If you're searching for a charming and affectionate companion, the Frenchton may be just the breed for you. As a delightful cross between the French Bulldog and the Boston Terrier, the Frenchton combines the best traits of both breeds, resulting in a lovable and endearing canine companion. In this article, we'll guide you through everything you need to know about the Frenchton, from puppyhood to adulthood, so you can understand and appreciate the uniqueness of this adorable breed.
The Origins of the Frenchton:
The Frenchton is a relatively recent designer breed that emerged from the intentional crossbreeding of the French Bulldog and the Boston Terrier. The goal was to combine the French Bulldog's playful and affectionate nature with the Boston Terrier's lively and intelligent personality. The result is a delightful companion that captures the hearts of families and individuals alike.
Characteristics and Temperament:
Frenchtons inherit a blend of traits from their parent breeds, making each individual unique in appearance and temperament. Generally, they have a compact and muscular body, a squishy face with expressive eyes, and adorable bat-like ears. Frenchtons are known for their friendly, affectionate, and playful nature. They form strong bonds with their human companions and get along well with children and other pets. Despite their small size, Frenchtons have a big personality and often think of themselves as "lap dogs."
Care and Grooming:
Frenchtons have a short and smooth coat that is relatively low-maintenance. Regular brushing helps keep their coat clean and free from loose hairs. Due to their short nose, Frenchtons may be sensitive to extreme temperatures, so it's crucial to provide them with a comfortable environment, especially during hot weather.
As with any dog, regular dental care, ear cleaning, and nail trimming are essential parts of their grooming routine. Additionally, ensure they receive regular veterinary check-ups to monitor their health and well-being.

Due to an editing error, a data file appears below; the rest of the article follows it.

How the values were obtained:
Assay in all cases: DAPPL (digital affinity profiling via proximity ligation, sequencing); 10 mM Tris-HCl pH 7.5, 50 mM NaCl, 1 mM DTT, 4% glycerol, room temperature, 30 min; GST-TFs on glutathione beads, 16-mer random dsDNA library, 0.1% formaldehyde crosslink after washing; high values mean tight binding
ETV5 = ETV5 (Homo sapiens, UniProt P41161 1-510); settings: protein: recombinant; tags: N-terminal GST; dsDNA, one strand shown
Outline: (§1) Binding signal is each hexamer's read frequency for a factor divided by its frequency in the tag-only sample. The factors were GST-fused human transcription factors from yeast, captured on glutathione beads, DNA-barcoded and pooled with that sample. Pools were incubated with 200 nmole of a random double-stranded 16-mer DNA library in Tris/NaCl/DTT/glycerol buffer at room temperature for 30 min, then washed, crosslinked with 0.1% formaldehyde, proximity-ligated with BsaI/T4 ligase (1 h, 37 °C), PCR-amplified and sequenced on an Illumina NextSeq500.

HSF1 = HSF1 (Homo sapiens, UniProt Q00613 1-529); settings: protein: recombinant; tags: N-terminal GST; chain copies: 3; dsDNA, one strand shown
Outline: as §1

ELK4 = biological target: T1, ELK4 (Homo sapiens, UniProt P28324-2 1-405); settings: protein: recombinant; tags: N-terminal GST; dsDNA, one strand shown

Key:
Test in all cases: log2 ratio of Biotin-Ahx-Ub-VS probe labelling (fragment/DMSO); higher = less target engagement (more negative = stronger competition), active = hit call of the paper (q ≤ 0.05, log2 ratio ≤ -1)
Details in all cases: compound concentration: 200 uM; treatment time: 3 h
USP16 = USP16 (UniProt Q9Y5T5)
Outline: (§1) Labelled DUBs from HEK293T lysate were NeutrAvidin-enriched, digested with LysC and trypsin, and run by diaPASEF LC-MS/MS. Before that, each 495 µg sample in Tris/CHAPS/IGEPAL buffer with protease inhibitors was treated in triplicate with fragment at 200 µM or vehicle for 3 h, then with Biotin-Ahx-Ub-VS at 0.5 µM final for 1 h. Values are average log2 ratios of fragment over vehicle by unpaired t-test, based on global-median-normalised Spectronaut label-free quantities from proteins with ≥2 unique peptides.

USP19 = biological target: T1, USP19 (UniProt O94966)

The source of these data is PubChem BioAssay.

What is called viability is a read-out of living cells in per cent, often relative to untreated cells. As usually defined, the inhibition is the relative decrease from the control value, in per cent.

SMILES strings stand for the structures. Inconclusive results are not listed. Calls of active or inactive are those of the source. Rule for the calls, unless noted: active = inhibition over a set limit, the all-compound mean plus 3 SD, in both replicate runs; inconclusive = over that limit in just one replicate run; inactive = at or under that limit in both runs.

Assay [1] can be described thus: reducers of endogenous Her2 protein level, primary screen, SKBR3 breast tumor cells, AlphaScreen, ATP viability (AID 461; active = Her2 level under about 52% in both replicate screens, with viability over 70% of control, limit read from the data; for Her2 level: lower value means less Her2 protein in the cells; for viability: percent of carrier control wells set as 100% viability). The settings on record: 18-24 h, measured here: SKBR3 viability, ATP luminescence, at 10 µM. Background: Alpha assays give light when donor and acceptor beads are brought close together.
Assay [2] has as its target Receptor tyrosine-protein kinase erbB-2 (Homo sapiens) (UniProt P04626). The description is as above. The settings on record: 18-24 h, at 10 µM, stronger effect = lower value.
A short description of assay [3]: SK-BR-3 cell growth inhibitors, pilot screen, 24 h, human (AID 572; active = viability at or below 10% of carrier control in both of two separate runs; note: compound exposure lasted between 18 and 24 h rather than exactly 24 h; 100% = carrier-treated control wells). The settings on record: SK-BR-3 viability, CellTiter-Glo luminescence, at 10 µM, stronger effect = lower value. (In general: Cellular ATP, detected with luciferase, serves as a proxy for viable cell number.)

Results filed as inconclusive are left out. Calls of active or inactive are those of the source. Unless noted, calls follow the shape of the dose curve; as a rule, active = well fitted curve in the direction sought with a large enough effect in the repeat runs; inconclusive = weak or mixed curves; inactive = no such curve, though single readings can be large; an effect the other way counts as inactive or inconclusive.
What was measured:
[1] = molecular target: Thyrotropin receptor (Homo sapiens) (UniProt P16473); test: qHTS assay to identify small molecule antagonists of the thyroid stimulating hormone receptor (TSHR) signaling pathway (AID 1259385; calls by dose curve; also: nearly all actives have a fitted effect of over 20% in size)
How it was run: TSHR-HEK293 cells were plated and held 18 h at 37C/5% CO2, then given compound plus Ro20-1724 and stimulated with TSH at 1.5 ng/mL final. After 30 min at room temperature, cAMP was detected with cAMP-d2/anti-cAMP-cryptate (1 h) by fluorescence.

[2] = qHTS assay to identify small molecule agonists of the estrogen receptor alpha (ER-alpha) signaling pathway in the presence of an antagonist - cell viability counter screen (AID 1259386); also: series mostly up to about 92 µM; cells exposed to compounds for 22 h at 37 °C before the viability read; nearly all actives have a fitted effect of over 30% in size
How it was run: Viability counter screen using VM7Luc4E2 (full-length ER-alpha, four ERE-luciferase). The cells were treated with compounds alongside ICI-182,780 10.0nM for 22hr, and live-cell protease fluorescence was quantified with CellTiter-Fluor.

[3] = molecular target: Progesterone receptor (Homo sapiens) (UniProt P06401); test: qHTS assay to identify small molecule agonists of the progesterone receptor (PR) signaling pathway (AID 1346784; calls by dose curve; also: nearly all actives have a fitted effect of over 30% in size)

Training and Socialization:
Frenchtons are intelligent and eager to please, which makes training a rewarding experience. Positive reinforcement training methods work best for these sensitive and loving dogs. Early socialization is also crucial to help them become well-adjusted and confident around different people, animals, and environments.
While Frenchtons are not overly active, they still require regular exercise to keep them mentally and physically stimulated. Daily walks, playtime, and interactive games are beneficial for their well-being and help prevent behavioral issues.
6. Health Considerations:
As with all mixed breeds, Frenchtons may inherit health conditions from their parent breeds. Common health concerns for Frenchtons may include brachycephalic airway syndrome due to their short nose, allergies, hip dysplasia, and eye issues. Choosing a reputable breeder who conducts health testing and practices responsible breeding can reduce the risk of genetic health problems.
The lifespan of a Frenchton typically ranges from 10 to 14 years, depending on various factors, including genetics, diet, exercise, and overall care.
The Frenchton, a delightful mix of French Bulldog and Boston Terrier, is a charming and affectionate breed that brings joy and companionship to families and individuals alike. From their adorable appearance to their loving and playful personality, Frenchtons are beloved for their endearing traits.
As with any dog, providing them with proper care, training, and love ensures they thrive and enjoy a happy and fulfilling life. Embrace the journey from puppyhood to adulthood with your Frenchton, and you'll be rewarded with unwavering loyalty, unconditional love, and endless moments of joy with your beloved furry friend.